Serial Sensor


The serial sensor platform is using the data provided by a device connected to the serial port of the system where Home Assistant is running. With ser2net and socat would it also work for sensors connected to a remote system.

To check what kind of data is arriving at your serial port, use a command-line tool like minicom or picocom on Linux, on a macOS you can use screen or on Windows putty.

$ sudo minicom -D /dev/ttyACM0

To setup a serial sensor to your installation, add the following to your configuration.yaml file:

# Example configuration.yaml entry
sensor:
  - platform: serial
    serial_port: /dev/ttyACM0

Configuration Variables

serial_port

(string)(Required)Local serial port where the sensor is connected and access is granted.

name

(string)(Optional)Friendly name to use for the frontend. Default to “Serial sensor”.

baudrate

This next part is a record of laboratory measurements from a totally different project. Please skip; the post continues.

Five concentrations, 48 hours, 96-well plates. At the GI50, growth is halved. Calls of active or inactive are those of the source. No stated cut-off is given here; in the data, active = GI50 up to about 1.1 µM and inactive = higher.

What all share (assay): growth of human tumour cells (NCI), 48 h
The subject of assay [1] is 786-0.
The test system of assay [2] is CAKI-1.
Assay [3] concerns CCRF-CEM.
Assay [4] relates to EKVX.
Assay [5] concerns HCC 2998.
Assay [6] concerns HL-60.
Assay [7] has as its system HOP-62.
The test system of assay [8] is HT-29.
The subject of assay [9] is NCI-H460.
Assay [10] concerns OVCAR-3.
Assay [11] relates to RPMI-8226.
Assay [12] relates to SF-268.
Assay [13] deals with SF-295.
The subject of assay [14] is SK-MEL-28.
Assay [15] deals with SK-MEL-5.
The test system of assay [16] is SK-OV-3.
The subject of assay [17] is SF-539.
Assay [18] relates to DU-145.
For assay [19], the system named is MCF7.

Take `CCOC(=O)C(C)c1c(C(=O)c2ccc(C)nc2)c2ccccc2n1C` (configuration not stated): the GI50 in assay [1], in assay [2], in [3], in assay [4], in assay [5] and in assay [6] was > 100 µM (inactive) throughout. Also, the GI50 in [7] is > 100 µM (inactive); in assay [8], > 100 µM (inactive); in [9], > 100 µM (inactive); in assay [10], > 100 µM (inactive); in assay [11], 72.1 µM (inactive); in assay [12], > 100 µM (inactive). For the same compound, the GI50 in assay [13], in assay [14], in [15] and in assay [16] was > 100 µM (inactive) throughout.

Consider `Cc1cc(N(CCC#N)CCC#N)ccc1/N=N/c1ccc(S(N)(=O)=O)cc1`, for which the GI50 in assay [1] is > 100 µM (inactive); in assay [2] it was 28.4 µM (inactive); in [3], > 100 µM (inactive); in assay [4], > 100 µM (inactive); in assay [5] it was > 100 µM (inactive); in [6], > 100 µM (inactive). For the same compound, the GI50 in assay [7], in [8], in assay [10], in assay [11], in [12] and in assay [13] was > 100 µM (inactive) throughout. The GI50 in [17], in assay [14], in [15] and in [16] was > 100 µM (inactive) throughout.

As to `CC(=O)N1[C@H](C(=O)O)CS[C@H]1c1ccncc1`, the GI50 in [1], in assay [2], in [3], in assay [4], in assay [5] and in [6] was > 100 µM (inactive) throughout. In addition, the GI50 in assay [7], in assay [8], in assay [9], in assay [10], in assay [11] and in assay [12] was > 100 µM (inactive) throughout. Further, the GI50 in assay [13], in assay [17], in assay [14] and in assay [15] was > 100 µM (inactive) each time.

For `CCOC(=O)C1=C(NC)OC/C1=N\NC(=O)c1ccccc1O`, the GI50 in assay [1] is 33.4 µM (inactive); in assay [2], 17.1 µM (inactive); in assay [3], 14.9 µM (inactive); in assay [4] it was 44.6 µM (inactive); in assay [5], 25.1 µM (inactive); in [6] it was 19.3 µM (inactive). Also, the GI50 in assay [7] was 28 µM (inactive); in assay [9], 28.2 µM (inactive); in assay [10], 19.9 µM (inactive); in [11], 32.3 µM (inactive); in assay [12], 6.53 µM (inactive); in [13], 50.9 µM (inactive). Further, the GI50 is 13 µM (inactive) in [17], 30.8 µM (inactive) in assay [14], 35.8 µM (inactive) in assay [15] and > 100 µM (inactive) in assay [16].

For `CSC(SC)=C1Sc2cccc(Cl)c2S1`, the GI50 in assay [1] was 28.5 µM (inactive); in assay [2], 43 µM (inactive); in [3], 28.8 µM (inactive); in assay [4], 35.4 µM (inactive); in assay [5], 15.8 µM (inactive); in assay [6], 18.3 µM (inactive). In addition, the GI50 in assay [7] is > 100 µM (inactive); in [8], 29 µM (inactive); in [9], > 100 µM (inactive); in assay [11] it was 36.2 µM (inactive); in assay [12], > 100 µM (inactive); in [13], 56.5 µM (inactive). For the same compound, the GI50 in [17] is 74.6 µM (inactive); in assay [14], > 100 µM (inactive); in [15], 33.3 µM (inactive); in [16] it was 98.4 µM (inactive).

(integer)(Optional)Baudrate of the serial port.

Default value: 9600 Bps

value_template

(template)(Optional)Defines a template to extract a value from the serial line.

value_template for Template sensor

TMP36

"{{ (((states('sensor.serial_sensor') | float * 5 / 1024 ) - 0.5) * 100) | round(1) }}"

Examples

Arduino

For controllers of the Arduino family a possible sketch to read the temperature and the humidity could look like the sample below.

#include <ArduinoJson.h>

void setup() {
  Serial.begin(115200);
}

void loop() {
  StaticJsonBuffer<100> jsonBuffer;
  JsonObject& json = prepareResponse(jsonBuffer);
  json.printTo(Serial);
  Serial.println();
  delay(2000);
}

JsonObject& prepareResponse(JsonBuffer& jsonBuffer) {
  JsonObject& root = jsonBuffer.createObject();
  root["temperature"] = analogRead(A0);
  root["humidity"] = analogRead(A1);
  return root;
}

Digispark USB Development Board

This blog post describes the setup with a Digispark USB Development Board.